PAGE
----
Thought not a new practice by any means, responsive design is far more saturated in today's market than ever before.
With the majority of websites (finally) getting on board with the importance of being mobile-friendly, and the majority of those choosing responsive design to achieve it, there is bound to be a fair share of responsive design disasters floating around the web today. Thought not a new practice by any means, responsive design is far more saturated in today's market than ever before, with a decline in organizations choosing to have a separate, designated mobile website and instead choosing to adapt their current website to fit any number of devices. From focusing on said devices instead of screens, to thinking too small, we present our top tips to keep your responsive design from falling flat.
Ben Gremillion of UXPin explains something called the Mobile First approach to design. This approach starts design at it's smallest screen relevancy and works its way up to its largest. For example, design begins around a mobile phone size and is slowly scaled larger until it appears strained. At this point, media queries are added to make necessary layout changes for a larger display size, and the process repeats itself until design is optimized for the largest relevant screen size.
Know What to Change
In responsive design, some things need to remain consistent. Namely, link/button labels, typefaces, and colour themes. Things that need to adjust and adapt, however, include button size, visual layout, and how navigation works (ex. full menu bar on larger screen vs. menu dropdown button on smaller screens). The overall feel of your website should remain consistent throughout all sized displays, but it is simultaneously crucial to adjust navigational techniques and layout.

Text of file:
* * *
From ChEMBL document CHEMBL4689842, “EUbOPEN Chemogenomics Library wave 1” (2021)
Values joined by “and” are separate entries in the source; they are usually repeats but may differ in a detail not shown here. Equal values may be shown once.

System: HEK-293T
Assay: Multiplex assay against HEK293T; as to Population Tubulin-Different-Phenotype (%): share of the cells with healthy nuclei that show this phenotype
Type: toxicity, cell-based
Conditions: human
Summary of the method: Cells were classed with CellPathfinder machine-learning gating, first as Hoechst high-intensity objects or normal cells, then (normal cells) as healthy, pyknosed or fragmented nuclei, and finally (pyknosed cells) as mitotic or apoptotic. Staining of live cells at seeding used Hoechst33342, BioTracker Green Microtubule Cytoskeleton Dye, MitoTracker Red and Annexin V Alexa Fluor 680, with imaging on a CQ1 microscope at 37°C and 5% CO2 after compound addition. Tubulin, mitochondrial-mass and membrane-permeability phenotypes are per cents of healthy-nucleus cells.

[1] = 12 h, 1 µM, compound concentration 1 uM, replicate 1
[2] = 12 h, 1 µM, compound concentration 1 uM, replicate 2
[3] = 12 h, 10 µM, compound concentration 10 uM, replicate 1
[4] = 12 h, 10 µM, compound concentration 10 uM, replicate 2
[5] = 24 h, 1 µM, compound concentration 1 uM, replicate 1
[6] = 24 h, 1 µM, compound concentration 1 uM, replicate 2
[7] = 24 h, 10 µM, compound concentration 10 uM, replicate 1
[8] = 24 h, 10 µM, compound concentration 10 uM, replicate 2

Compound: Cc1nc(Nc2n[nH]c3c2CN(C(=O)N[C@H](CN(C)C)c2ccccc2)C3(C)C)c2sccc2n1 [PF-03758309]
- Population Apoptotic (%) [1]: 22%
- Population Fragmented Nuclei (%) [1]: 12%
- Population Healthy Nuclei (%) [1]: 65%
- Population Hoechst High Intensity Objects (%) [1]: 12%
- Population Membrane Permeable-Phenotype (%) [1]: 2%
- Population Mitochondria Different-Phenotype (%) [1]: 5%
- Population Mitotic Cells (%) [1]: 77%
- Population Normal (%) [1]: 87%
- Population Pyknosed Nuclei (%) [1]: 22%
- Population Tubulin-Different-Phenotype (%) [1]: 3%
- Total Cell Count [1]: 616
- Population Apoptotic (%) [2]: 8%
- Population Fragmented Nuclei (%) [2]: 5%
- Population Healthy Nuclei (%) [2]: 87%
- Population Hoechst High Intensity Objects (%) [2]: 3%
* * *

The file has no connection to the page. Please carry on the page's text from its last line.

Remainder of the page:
Focus on Screen Size, Not Device
The sheer amount of device models on todays market - from mobile phones, to wearables like the Apple Watch, to tablets, to good old fashioned desktop and laptop computers - is incredibly vast. Designing for a particular model is so ill-advised because of this, but many developers still get caught in a trap of designing for the 'latest device' instead of the screen size it encapsulates. Even lumping design by the category of technology is no longer relevant, as there are mobile phones with larger screens than some small tablets, and desktop screens that rival televisions.
Pay Attention to Performance
Don't Hide Content
It's dated thinking that users on mobile devices are in a rush and only looking for key information instead of a website's full content offering. A content hierarchy based design is key in providing users with key information first, with resultant content following suit. And please - only link to mobile-friendly content!
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